To start your weekend, why not check out one of these 10 titles of worldwide travel and self-discovery compiled by Cassie for her midterm book talk in GSLIS 763. Thanks for sharing Cassie. There are some great books here.
As spring is trying to get going here in IL (it is still losing the battle at the moment), some armchair travel may help make the waiting go faster. For more armchair travel titles, I would also suggest that you check out Book Lust to Go: Recommended Reading for Travelers, Vagabonds, and Dreamers by Nancy Pearl.
For other 10 book lists compiled by me or my students, click here.
Have a nice weekend.
Oh, the Places You’ll Go!
Tales of Worldwide Travel and Journeys of Self-Discovery
In a Sunburned Country by Bill Bryson
Bill Bryson provides an amusing, conversational blend of cultural history and travelogue in this exploration of Australia, seamlessly mixing facts and trivia with his own delightful observations.
Tales of a Female Nomad: Living at Large in the World by Rita Golden Gelman
When successful children’s writer Rita Golden Gelman underwent a painful divorce, she decided to pursue a latent interest in travel and adopted a nomadic lifestyle, owning only what she could carry. Along the way, Gelman develops a greater appreciation for other cultures as she makes colorful friends in this engrossing and adventurous memoir.
Backseat Saints by Joshilyn Jackson
A Gypsy’s prophecy – that Rose Mae’s abusive husband will kill her unless she kills him first – sets her on a cross-country journey of self-discovery, empowerment, and family reconciliation. Jackson’s moving prose oozes with Southern charm and good humor.
Mennonite in a Little Black Dress: A Memoir of Going Home by Rhoda Janzen
Rhoda Janzen returns to the Mennonite family she left behind after a series of personal tragedies. With honesty and self-deprecating humor, Janzen reflects on her family and how she managed to get back on her feet.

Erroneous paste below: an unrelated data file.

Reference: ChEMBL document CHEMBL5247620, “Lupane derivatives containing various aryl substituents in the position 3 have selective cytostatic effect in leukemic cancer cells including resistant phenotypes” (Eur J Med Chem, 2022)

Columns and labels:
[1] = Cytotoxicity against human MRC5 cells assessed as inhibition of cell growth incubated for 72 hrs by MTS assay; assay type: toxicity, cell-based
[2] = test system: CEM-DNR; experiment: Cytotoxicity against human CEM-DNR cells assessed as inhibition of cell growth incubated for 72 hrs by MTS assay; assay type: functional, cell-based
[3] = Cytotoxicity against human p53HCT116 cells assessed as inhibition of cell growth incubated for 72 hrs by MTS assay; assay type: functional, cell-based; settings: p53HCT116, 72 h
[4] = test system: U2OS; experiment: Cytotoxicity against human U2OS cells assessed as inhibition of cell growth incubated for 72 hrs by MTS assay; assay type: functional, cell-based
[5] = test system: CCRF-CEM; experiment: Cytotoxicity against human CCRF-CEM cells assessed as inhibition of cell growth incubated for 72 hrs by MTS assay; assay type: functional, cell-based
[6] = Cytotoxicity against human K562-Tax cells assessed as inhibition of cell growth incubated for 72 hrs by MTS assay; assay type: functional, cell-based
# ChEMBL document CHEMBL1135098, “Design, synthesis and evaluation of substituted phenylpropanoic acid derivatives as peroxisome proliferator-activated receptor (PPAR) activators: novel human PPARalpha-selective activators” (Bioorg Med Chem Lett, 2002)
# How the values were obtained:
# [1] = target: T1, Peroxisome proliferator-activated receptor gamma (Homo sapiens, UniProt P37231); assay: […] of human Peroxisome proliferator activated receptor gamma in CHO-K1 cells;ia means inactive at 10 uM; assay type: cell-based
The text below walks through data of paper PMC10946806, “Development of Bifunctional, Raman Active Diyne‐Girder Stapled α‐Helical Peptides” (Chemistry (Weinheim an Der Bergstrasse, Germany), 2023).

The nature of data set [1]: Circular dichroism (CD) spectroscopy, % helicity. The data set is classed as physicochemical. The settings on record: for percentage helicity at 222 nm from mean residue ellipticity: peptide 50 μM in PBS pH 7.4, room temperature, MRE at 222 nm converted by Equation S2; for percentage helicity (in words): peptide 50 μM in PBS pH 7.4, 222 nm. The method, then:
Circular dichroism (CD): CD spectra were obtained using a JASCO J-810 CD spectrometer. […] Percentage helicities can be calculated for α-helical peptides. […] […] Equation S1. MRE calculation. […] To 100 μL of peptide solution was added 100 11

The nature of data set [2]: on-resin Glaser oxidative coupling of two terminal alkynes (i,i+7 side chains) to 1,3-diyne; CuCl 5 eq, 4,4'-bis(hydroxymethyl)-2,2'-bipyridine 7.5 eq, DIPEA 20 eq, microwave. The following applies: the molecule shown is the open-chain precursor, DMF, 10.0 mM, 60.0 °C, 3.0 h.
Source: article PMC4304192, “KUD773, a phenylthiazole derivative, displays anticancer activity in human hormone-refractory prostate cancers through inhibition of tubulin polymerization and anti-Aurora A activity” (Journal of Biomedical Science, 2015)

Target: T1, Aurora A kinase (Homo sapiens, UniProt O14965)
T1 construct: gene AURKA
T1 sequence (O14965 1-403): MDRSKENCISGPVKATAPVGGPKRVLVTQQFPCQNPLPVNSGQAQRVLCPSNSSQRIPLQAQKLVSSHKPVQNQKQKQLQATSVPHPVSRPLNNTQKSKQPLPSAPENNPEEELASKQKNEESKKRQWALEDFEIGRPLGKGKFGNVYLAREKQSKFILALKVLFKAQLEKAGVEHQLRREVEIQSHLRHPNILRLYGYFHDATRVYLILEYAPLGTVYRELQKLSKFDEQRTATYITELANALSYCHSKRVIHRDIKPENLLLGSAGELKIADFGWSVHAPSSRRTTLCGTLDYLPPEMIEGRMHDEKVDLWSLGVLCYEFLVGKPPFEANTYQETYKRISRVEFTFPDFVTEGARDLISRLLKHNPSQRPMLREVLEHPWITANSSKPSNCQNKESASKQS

Traveling with Pomegranates: A Mother-Daughter Story by Sue Monk Kidd and Ann Kidd Taylor
Sue Monk Kidd and her grown daughter Ann come to terms with their changing roles in life when they take a trip to Greece to celebrate Sue’s 50th birthday. The ladies draw strength from the Grecian sights and rediscover their bond.
The Bean Trees by Barbara Kingsolver
In turns heartbreaking and uplifting, Kingsolver’s plucky heroine Taylor Greer leaves dead-end Kentucky behind for the West. When her car breaks down and she is saddled with an abandoned child, Taylor takes on motherhood, discovering that love can emerge and thrive from the places where suffering and rage once reigned.
The Selected Works of T.S. Spivet by Reif Larsen
This quirky novel is accented by illustrations and footnotes from 12-year-old narrator and prodigy, T.S. Spivet. When he travels to Washington, D. C. to accept an award, he meets a colorful cast of characters. Entries from his mother’s journal reveal the parallels between T.S.’s life and his scientist grandmother.
McCarthy’s Bar: A Journey of Discovery in Ireland by Pete McCarthy
Pete McCarthy strikes the right note between moving and humorous as he visits western Ireland, meeting numerous colorful characters along the way. Amidst the hilarity are astute observations of Irish social change.
Kabul Beauty School: An American Woman Goes Behind the Veil by Deborah Rodriguez
When Deborah Rodriguez joins a humanitarian aid effort in Afghanistan, she bonds with the Afghan women and opens a beauty school. The strength she draws from her pupils allows her to come to terms with her own brutal past.
The Leisure Seeker by Michael Zadoorian
Ella and John Robina are octogenarians in failing health looking for one final adventure as they pack up their RV and head to Disneyland. Told with great sensitivity and good humor, this is a touching tale of living life on one’s own terms.